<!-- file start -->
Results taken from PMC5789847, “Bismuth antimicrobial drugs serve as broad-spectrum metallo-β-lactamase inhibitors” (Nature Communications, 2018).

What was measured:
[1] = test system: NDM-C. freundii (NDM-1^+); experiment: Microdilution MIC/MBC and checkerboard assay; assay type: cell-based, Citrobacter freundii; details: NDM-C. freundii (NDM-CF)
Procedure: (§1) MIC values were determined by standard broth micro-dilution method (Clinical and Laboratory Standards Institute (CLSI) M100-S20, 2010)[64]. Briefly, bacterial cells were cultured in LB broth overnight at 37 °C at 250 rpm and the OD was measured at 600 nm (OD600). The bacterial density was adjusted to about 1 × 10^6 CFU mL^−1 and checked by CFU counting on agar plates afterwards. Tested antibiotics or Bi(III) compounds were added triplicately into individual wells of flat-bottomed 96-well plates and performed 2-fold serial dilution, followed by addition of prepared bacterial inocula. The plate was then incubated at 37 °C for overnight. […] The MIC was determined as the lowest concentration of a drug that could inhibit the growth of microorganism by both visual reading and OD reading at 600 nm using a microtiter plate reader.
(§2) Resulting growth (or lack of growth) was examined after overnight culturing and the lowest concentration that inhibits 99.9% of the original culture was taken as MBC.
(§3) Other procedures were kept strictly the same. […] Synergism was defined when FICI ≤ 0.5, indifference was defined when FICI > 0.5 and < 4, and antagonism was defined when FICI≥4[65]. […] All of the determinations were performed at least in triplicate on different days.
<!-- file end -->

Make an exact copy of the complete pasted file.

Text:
Results taken from PMC5789847, “Bismuth antimicrobial drugs serve as broad-spectrum metallo-β-lactamase inhibitors” (Nature Communications, 2018).

What was measured:
[1] = test system: NDM-C. freundii (NDM-1^+); experiment: Microdilution MIC/MBC and checkerboard assay; assay type: cell-based, Citrobacter freundii; details: NDM-C. freundii (NDM-CF)
Procedure: (§1) MIC values were determined by standard broth micro-dilution method (Clinical and Laboratory Standards Institute (CLSI) M100-S20, 2010)[64]. Briefly, bacterial cells were cultured in LB broth overnight at 37 °C at 250 rpm and the OD was measured at 600 nm (OD600). The bacterial density was adjusted to about 1 × 10^6 CFU mL^−1 and checked by CFU counting on agar plates afterwards. Tested antibiotics or Bi(III) compounds were added triplicately into individual wells of flat-bottomed 96-well plates and performed 2-fold serial dilution, followed by addition of prepared bacterial inocula. The plate was then incubated at 37 °C for overnight. […] The MIC was determined as the lowest concentration of a drug that could inhibit the growth of microorganism by both visual reading and OD reading at 600 nm using a microtiter plate reader.
(§2) Resulting growth (or lack of growth) was examined after overnight culturing and the lowest concentration that inhibits 99.9% of the original culture was taken as MBC.
(§3) Other procedures were kept strictly the same. […] Synergism was defined when FICI ≤ 0.5, indifference was defined when FICI > 0.5 and < 4, and antagonism was defined when FICI≥4[65]. […] All of the determinations were performed at least in triplicate on different days.